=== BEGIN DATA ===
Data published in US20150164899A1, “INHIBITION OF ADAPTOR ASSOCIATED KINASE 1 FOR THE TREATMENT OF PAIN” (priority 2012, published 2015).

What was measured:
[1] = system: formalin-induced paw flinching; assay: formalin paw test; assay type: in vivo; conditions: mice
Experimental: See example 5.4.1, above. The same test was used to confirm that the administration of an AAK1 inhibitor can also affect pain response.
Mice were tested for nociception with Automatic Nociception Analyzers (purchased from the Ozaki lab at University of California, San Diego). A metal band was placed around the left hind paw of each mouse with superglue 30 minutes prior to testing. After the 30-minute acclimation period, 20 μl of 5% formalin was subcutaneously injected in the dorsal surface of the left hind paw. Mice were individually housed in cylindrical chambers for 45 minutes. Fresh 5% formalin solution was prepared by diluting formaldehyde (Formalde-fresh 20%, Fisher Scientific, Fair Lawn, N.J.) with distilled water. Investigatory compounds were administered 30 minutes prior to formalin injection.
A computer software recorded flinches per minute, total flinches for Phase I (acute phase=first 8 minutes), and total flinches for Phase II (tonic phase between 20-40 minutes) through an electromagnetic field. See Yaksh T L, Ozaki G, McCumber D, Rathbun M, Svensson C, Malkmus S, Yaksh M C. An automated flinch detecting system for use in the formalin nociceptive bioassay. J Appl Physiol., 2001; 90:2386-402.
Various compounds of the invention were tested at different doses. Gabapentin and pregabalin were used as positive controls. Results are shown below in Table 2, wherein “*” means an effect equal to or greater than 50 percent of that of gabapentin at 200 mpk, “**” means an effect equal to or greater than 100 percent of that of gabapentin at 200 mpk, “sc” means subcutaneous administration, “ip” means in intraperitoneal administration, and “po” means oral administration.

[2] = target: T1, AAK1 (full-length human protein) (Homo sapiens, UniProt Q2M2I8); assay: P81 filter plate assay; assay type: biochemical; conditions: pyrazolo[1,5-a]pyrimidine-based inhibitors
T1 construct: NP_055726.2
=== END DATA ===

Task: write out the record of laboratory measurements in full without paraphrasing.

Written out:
Data published in US20150164899A1, “INHIBITION OF ADAPTOR ASSOCIATED KINASE 1 FOR THE TREATMENT OF PAIN” (priority 2012, published 2015).

What was measured:
[1] = system: formalin-induced paw flinching; assay: formalin paw test; assay type: in vivo; conditions: mice
Experimental: See example 5.4.1, above. The same test was used to confirm that the administration of an AAK1 inhibitor can also affect pain response.
Mice were tested for nociception with Automatic Nociception Analyzers (purchased from the Ozaki lab at University of California, San Diego). A metal band was placed around the left hind paw of each mouse with superglue 30 minutes prior to testing. After the 30-minute acclimation period, 20 μl of 5% formalin was subcutaneously injected in the dorsal surface of the left hind paw. Mice were individually housed in cylindrical chambers for 45 minutes. Fresh 5% formalin solution was prepared by diluting formaldehyde (Formalde-fresh 20%, Fisher Scientific, Fair Lawn, N.J.) with distilled water. Investigatory compounds were administered 30 minutes prior to formalin injection.
A computer software recorded flinches per minute, total flinches for Phase I (acute phase=first 8 minutes), and total flinches for Phase II (tonic phase between 20-40 minutes) through an electromagnetic field. See Yaksh T L, Ozaki G, McCumber D, Rathbun M, Svensson C, Malkmus S, Yaksh M C. An automated flinch detecting system for use in the formalin nociceptive bioassay. J Appl Physiol., 2001; 90:2386-402.
Various compounds of the invention were tested at different doses. Gabapentin and pregabalin were used as positive controls. Results are shown below in Table 2, wherein “*” means an effect equal to or greater than 50 percent of that of gabapentin at 200 mpk, “**” means an effect equal to or greater than 100 percent of that of gabapentin at 200 mpk, “sc” means subcutaneous administration, “ip” means in intraperitoneal administration, and “po” means oral administration.

[2] = target: T1, AAK1 (full-length human protein) (Homo sapiens, UniProt Q2M2I8); assay: P81 filter plate assay; assay type: biochemical; conditions: pyrazolo[1,5-a]pyrimidine-based inhibitors
T1 construct: NP_055726.2